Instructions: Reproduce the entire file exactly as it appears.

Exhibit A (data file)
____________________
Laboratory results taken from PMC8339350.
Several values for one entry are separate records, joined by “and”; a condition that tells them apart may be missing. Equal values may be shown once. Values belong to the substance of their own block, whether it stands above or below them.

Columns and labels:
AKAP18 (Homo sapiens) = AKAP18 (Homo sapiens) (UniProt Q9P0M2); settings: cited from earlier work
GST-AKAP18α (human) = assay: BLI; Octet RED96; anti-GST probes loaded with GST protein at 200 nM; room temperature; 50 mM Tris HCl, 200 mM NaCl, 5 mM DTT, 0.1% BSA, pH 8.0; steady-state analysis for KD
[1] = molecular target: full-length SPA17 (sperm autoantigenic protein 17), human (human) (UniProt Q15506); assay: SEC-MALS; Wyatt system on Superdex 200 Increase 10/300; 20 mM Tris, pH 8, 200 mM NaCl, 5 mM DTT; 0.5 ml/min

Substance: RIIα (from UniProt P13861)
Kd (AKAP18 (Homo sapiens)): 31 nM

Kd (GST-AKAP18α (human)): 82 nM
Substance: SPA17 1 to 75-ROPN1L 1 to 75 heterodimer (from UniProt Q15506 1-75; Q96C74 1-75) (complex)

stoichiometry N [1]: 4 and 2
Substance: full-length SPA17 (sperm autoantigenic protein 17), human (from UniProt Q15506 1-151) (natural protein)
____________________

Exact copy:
Laboratory results taken from PMC8339350.
Several values for one entry are separate records, joined by “and”; a condition that tells them apart may be missing. Equal values may be shown once. Values belong to the substance of their own block, whether it stands above or below them.

Columns and labels:
AKAP18 (Homo sapiens) = AKAP18 (Homo sapiens) (UniProt Q9P0M2); settings: cited from earlier work
GST-AKAP18α (human) = assay: BLI; Octet RED96; anti-GST probes loaded with GST protein at 200 nM; room temperature; 50 mM Tris HCl, 200 mM NaCl, 5 mM DTT, 0.1% BSA, pH 8.0; steady-state analysis for KD
[1] = molecular target: full-length SPA17 (sperm autoantigenic protein 17), human (human) (UniProt Q15506); assay: SEC-MALS; Wyatt system on Superdex 200 Increase 10/300; 20 mM Tris, pH 8, 200 mM NaCl, 5 mM DTT; 0.5 ml/min

Substance: RIIα (from UniProt P13861)
Kd (AKAP18 (Homo sapiens)): 31 nM

Kd (GST-AKAP18α (human)): 82 nM
Substance: SPA17 1 to 75-ROPN1L 1 to 75 heterodimer (from UniProt Q15506 1-75; Q96C74 1-75) (complex)

stoichiometry N [1]: 4 and 2
Substance: full-length SPA17 (sperm autoantigenic protein 17), human (from UniProt Q15506 1-151) (natural protein)